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Research into brain-gut interactions, and the use of brain imaging, as potential investigative tools for functional gastrointestinal disorders, such as irritable bowel syndrome, is a promising new area. Studies are beginning to identify the structure and function of regions of the brain and their relationships to pain perception, stress, and other psychosocial variables. These imaging modalities may also have diagnostic potential, and perhaps even therapeutic applications, particularly with regard to understanding the benefit of centrally targeted modalities such as antidepressants and psychological treatments.
The field of gastroenterology is moving beyond its traditional anatomical boundaries. New cross disciplinary studies, such as basic and translational research, epidemiological, cost, and decision analyses, and genetics are expanding our knowledge of the gastrointestinal disorders, and are creating new opportunities for clinical and health service applications. A particularly promising new development is research into brain-gut interactions, and the use of brain imaging, including positron emission tomography (PET) and functional magnetic resonance imaging (fMRI), as potential investigative tools for functional gastrointestinal disorders (FGIDs).1 Such studies are beginning to identify the structure and function of regions of the brain and their relationships to pain perception, stress, and other psychosocial variables. These imaging modalities may also have diagnostic potential, and perhaps even therapeutic applications, particularly with regard to understanding the benefit of centrally targeted modalities such as antidepressants and psychological treatments.
In this issue of Gut, Morgan and colleagues2 make an original effort to integrate our evolving knowledge of central pain modulatory centres, stress influences on central nervous system (CNS) function, and the effects of antidepressant treatment in patients with irritable bowel syndrome (IBS) (see page 601). The results have important research and clinical implications. However, like all breakthrough studies, their findings may raise more questions than answers, and open the door to future investigations.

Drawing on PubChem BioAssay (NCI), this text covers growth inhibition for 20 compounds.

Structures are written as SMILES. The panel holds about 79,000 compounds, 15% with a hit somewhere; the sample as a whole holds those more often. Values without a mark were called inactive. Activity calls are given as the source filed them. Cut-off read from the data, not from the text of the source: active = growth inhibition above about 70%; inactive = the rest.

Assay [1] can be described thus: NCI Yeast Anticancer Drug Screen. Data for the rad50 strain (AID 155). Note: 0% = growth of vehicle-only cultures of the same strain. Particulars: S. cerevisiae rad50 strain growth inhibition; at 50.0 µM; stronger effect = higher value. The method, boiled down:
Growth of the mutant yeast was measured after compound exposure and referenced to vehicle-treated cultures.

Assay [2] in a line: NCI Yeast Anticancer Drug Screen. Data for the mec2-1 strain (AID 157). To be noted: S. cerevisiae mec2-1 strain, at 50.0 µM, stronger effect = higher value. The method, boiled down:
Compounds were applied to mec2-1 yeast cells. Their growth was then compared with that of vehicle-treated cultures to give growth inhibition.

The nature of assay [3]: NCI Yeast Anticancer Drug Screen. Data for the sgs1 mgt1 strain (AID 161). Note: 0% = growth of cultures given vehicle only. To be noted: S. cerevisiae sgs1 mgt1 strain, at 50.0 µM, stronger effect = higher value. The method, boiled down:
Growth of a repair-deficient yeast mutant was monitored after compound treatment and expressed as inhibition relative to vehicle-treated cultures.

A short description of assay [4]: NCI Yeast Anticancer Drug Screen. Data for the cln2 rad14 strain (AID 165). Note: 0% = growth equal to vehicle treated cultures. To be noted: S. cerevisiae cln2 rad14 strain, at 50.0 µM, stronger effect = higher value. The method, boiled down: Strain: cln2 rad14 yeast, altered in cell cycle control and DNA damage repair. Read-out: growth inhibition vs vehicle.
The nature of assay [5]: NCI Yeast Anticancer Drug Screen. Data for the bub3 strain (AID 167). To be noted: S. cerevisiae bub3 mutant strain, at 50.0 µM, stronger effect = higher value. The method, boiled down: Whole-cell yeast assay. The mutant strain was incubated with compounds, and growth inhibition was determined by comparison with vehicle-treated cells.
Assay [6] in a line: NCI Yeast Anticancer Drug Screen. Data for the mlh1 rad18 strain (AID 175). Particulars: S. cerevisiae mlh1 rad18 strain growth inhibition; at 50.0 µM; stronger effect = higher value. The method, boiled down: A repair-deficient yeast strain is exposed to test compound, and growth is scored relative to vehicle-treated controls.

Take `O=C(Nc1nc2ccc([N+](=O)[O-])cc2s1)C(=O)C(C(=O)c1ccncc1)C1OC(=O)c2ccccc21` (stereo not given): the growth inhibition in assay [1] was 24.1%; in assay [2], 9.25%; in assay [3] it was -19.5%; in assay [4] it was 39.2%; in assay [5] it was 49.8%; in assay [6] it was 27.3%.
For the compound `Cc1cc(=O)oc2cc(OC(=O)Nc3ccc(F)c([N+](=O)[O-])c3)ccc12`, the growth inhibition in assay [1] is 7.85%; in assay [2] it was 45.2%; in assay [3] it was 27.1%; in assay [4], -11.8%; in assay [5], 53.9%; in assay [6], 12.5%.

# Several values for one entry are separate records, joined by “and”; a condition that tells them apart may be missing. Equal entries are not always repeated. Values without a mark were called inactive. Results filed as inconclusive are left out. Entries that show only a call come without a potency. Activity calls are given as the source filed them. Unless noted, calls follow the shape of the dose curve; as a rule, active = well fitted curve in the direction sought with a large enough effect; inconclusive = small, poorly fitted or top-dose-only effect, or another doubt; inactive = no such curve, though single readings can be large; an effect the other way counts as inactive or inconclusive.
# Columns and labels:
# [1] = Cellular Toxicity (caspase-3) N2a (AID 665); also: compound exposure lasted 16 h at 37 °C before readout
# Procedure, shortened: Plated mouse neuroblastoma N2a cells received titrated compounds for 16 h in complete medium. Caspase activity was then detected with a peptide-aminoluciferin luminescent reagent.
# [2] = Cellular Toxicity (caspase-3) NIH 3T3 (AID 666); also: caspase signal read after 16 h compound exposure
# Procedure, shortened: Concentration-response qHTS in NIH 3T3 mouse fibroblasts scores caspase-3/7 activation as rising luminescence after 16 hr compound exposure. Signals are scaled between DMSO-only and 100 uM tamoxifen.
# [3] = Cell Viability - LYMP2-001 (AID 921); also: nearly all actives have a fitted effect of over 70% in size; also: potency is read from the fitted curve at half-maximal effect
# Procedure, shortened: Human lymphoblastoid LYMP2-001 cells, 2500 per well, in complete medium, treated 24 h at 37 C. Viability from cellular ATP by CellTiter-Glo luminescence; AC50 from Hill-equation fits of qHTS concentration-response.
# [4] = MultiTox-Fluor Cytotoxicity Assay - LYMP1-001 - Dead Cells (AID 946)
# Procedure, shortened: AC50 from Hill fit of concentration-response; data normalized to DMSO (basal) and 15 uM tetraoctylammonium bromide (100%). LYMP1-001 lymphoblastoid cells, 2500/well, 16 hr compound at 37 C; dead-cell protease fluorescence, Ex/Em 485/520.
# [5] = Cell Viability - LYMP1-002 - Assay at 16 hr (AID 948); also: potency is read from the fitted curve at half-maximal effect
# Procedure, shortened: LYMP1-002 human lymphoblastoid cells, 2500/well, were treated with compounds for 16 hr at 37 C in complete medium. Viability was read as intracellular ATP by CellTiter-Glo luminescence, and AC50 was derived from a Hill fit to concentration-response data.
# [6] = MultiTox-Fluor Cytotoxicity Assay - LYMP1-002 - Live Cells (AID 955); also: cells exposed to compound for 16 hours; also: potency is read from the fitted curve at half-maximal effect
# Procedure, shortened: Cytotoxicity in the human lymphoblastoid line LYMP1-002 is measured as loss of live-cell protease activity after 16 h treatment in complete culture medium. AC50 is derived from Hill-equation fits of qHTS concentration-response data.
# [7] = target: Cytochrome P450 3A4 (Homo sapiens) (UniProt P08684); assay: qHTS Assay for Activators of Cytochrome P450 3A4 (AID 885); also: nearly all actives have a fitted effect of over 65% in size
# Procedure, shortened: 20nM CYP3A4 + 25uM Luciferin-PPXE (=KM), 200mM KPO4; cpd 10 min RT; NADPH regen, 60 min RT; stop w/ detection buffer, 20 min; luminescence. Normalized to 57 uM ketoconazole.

To understand the study results and their implications, it is important to first review our developing knowledge on brain-gut interactions as related to pain processing in IBS and the potential role for brain imaging. There are several major developments, listed from the most established to the more speculative areas.
Greater stress reactivity is a hallmark of the disorder, and it is manifested as increased motility and visceral sensitivity to a variety of stimuli, including meals, visceral distension, physical activity, hormonal changes, and psychological stress.3,4 For example, IBS patients compared with control subjects rate rectal distension stimuli significantly higher in intensity and unpleasantness when given physical (for example, cold water immersion) or psychological (dichotomous listening) stress,5 and this is associated with higher emotional reactivity in terms of feeling more stress, anger, and anxiety than control subjects.6
The emerging evidence is that central processes, mediated by psychosocial distress, contribute to pain perception, at least as much or more than visceral signals.7 Patients with more severe IBS are distinguished from those with milder IBS by having greater psychological distress and disturbances yet with no differences in visceral sensation thresholds.8 Thus while chronic stress affects reports of pain perception, it does not appear to affect sensory thresholds. In fact, FGID patients with a history of sexual or physical abuse report greater pain9 but have higher visceral sensation thresholds.10 These data highlight the importance of central pain processing in amplifying the perception of visceral signals.
This is best demonstrated with post infectious IBS (PI-IBS) where the persistence of functional gastrointestinal symptoms for several months after a bacterial infection is associated not only with increased inflammation in the gut mucosa but also with increased psychological distress present at the time of the initial infection.11,12 In fact, these associations were present even when the abnormal motility and visceral hypersensitivity were similar between PI-IBS patients and those who became asymptomatic after the infection.11 Thus it was the CNS amplification of these peripheral signals in the psychologically distressed group that raised them to conscious awareness, thereby perpetuating the symptoms.13
The “gate control” pain system allows for bidirectional signals between the gut and brain. It begins with visceral signals ascending to the CNS via the dorsal horn of the spinal cord, through the thalamus, and then laterally to the somatosensory cortex and medially to the insula, medial thalamus, amygdala, and cingulate cortex. Amplification of these signals can occur at the level of the mucosa via sensitisation from inflammation or injury, at the dorsal horn (central sensitisation), or higher at midbrain structures. In addition, corticofugal pathways from the emotional motor system via the periaqueductal gray and nucleus raphe magnus descend to the dorsal horn where they can amplify or suppress afferent signals from the gut.14,15 Furthermore, these descending pain systems in addition to neuroendocrine (for example, hypothalamic-pituitary-adrenal axis), cognitive-attentional, and autonomic control loci are closely integrated, and mediate and affect stress responses.16 This occurs to a greater degree in patients with IBS who show increased motor, sensory, and autonomic reactivity via these central modulatory systems.16